The 2018 Farm Bill opened the door for sales of hemp and CBD products; however, uncertainty remains when it comes to edibles, Carstensen said. Consumer research conducted by Lil’ Drug’s partner Precision Botanical found that early adopters of CBD are interested in forms that the public may be less familiar with, such as tinctures.

But other consumers who are not 100% comfortable in the category are more interested in topical forms, which offer an easier way to get familiar with the product and its effects, she said. It took Lil’ Drug about a year to find the right partner in Precision Botanical.

“We found that their commitment to quality, and purity and transparency and all of those things really aligned with how Lil’ Drug Store feels about the category,” Carstensen said.

Jay Hartenbach, CEO of Medterra, said the company’s products for the c-store channel are smaller and less expensive and therefore geared toward trial use and consumers on the go. Consumers can buy a 3.4-ounce CBD cream on Medterra’s website, but the company is selling a 1-ounce cream in c-stores with a suggested retail price of $20.

“Once people try the product, they have such a favorable reaction that we want to drive as much trial and sampling as possible,” Hartenbach said. “Working with Convenience Valet is literally the perfect partnership for us to do that.”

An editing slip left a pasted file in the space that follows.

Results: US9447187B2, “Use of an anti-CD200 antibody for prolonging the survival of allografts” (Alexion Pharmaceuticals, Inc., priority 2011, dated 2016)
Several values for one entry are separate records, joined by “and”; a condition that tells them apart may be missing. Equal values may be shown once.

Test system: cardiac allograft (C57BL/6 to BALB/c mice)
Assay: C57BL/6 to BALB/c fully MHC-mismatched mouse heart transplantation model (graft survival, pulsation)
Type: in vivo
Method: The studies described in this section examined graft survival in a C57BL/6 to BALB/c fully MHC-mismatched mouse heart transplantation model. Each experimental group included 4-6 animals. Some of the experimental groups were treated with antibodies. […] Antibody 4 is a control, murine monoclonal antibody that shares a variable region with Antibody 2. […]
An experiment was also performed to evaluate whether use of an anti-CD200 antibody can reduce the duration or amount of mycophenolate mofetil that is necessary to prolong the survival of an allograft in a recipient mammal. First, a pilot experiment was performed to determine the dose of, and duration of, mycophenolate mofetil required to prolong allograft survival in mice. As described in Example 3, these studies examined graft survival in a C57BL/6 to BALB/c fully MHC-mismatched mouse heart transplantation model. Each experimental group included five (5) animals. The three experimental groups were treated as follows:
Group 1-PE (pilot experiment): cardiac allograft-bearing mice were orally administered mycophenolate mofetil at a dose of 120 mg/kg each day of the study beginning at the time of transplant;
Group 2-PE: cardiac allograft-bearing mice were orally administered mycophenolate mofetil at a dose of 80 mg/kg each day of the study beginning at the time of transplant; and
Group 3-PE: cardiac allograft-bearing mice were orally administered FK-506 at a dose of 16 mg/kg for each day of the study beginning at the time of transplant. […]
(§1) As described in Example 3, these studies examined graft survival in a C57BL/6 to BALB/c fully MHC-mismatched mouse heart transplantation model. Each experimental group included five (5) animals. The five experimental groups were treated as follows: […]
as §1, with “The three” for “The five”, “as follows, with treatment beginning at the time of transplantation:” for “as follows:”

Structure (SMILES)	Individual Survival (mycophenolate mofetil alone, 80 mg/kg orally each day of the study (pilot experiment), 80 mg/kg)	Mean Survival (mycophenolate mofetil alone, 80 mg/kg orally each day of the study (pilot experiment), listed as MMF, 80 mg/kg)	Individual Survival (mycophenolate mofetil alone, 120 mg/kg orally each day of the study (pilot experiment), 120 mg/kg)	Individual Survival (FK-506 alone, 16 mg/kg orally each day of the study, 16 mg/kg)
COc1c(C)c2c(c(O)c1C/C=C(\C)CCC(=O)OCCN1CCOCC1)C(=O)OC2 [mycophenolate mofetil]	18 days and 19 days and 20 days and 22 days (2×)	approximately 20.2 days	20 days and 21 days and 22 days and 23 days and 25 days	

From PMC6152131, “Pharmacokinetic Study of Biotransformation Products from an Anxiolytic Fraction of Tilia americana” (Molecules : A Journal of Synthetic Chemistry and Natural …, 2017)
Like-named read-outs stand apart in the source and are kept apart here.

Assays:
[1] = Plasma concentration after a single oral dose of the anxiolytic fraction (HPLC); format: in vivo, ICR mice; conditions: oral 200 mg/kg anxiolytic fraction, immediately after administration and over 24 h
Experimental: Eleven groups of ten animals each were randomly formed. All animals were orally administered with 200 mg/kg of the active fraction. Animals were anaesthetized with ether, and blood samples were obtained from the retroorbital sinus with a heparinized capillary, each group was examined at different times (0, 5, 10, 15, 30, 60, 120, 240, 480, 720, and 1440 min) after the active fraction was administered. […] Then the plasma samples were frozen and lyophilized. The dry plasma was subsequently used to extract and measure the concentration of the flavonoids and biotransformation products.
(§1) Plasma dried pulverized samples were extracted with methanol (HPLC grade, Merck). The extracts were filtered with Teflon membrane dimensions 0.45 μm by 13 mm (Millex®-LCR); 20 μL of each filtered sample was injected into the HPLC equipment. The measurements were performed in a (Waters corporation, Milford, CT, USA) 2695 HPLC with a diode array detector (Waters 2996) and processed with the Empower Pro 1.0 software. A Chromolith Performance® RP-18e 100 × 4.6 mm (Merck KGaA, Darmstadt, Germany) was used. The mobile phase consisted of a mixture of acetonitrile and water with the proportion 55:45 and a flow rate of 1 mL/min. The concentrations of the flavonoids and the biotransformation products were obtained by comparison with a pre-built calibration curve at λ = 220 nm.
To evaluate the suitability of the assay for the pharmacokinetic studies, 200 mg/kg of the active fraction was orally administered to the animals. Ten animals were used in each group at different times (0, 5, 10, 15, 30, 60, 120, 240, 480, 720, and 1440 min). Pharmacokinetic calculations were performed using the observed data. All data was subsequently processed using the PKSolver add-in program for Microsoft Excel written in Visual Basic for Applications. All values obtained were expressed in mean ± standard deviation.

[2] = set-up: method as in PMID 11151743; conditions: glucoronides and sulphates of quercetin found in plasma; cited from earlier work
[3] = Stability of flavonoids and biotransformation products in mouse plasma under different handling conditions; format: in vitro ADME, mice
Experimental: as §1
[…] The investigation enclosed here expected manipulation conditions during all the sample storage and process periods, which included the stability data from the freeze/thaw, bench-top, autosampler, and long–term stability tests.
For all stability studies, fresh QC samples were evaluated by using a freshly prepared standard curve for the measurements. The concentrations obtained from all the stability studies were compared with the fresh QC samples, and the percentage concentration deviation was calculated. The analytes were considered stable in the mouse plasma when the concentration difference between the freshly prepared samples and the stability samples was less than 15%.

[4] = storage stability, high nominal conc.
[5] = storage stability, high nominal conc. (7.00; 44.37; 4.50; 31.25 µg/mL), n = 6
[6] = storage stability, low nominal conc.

Lil’ Drug also worked with Precision Botanical to drive trial of its CBD products. Customers may enter the CBD category with a $7.99 product, but if they find something they like, they’ll be willing to spend $20 to $30, Carstensen said.

“C-stores represent an opportunity to give consumers that area for trial for CBD at a price point that they’re comfortable with,” she said.

Convenience Valet is not offering edibles, but it has 16 SKUs of creams, roll-ons, pet products and more topicals with Medterra. The pros of working with Irvine, Calif.-based Medterra include its distribution, third-party testing and its ability to help Convenience Valet educate customers and retailers, LaManna said.

“We definitely wanted to partner with someone … that knew what they were doing and could help us educate our retailers and their customers,” he said.